Dairy Consumption and Incident Type 2 Diabetes Among American Indians: The Strong Heart Family Study

Kim Kummer | 2016

Advisor: Mandy Fretts

Research Area(s): Epidemiologic Methods, Nutritional Epidemiology, Physical Activity, Obesity & Diabetes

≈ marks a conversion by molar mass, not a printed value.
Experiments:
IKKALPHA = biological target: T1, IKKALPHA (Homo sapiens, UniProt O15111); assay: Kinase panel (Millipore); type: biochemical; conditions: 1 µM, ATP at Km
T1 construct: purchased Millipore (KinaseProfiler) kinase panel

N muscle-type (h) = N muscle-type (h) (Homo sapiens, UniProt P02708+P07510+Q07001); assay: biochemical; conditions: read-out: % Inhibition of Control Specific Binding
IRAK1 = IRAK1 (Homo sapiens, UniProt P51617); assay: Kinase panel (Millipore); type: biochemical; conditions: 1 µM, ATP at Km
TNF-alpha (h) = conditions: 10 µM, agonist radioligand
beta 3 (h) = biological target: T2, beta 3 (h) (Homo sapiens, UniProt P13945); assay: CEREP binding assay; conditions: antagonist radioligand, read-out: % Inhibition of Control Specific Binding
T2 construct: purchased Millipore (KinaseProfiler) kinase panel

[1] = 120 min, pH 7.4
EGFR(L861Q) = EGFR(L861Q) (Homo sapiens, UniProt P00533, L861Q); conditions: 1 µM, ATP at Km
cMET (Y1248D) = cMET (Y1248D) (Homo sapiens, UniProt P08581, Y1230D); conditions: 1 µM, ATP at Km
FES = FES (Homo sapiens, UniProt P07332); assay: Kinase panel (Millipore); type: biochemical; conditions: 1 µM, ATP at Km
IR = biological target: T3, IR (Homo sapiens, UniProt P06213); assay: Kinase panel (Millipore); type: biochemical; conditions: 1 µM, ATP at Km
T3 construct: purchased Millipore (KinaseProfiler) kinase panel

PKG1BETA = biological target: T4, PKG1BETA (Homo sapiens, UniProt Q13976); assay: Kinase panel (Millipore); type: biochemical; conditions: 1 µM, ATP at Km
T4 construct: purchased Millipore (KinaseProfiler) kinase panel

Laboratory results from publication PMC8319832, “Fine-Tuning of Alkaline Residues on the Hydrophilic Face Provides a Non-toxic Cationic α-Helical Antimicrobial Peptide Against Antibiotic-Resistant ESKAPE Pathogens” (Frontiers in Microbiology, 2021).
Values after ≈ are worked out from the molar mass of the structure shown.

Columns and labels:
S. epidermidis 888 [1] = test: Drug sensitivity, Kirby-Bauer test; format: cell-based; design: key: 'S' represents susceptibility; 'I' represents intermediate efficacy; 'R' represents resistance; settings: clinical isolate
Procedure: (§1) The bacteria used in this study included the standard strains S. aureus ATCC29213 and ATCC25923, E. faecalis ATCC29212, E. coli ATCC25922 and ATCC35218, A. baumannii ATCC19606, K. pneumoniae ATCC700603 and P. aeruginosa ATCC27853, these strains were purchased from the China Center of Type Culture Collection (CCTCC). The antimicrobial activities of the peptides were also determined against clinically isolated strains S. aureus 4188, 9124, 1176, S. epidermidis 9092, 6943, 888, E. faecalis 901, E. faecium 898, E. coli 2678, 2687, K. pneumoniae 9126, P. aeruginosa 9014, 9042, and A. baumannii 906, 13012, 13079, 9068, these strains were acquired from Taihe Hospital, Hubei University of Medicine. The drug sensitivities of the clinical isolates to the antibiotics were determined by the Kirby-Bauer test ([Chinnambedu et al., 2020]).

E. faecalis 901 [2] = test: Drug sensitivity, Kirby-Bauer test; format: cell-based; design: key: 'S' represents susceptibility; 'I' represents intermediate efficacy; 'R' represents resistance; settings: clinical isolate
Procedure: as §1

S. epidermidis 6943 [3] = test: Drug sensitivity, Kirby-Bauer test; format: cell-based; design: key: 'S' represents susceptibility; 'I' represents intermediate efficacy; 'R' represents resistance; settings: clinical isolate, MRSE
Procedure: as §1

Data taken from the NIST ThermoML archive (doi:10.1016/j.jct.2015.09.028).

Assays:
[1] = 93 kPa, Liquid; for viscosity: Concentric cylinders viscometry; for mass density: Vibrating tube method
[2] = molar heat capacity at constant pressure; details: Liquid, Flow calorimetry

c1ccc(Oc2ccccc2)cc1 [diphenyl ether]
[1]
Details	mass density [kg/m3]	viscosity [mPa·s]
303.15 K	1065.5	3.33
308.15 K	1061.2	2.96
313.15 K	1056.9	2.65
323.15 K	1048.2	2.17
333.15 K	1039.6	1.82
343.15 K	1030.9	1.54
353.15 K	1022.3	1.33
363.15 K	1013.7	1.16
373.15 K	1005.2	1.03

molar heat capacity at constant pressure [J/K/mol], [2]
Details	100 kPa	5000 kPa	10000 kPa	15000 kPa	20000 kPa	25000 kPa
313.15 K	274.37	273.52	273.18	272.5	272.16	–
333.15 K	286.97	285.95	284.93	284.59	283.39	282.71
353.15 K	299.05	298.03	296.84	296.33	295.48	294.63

Background: Type 2 Diabetes (T2D) disproportionately impacts American Indians (AIs); the prevalence of T2D is two to three times higher among AIs than the general US population. Obesity and poor diets are common in AI communities and the relationships of specific dietary factors with T2D have not been well studied in this population. Whether dairy consumption, specifically high-fat intake and low-fat dairy intake, are associated with risk of T2D in AIs has yet to be explored. Methods: Using data collected as part of the Strong Heart Family Study (SHFS), we examined the associations of high-fat dairy and low-fat dairy intake with incident diabetes. The analytic cohort comprised of SHFS participants free of diabetes at baseline and who participated in a follow-up exam 8 years later (n=1,623). Dietary intake was assessed using a Block FFQ at baseline. Incidence of diabetes was defined based on the American Diabetes Association criteria at the follow-up exam. GEE were used to evaluate the associations between dairy intake and incident diabetes. Results: Reported intake of dairy products was exceedingly low [median high-fat dairy intake 0.11 servings/1000kcal; median low-fat dairy intake 0.03 servings/1000kcal]. There were 172 participants who developed diabetes during follow-up. No statistically significant associations were observed between high- or low-fat dairy intake and development of diabetes. Despite low reported dairy intake in the SHFS, those who reported the highest levels of high-fat dairy consumption compared to the lowest showed a trend for an inverse association with T2D [OR (95%CI): 0.69 (0.45,1.05)]. In contrast, higher consumption of low-fat dairy products showed no significant association with T2D. Conclusions: The SHFS population has very low consumption of both high- and low-fat dairy products.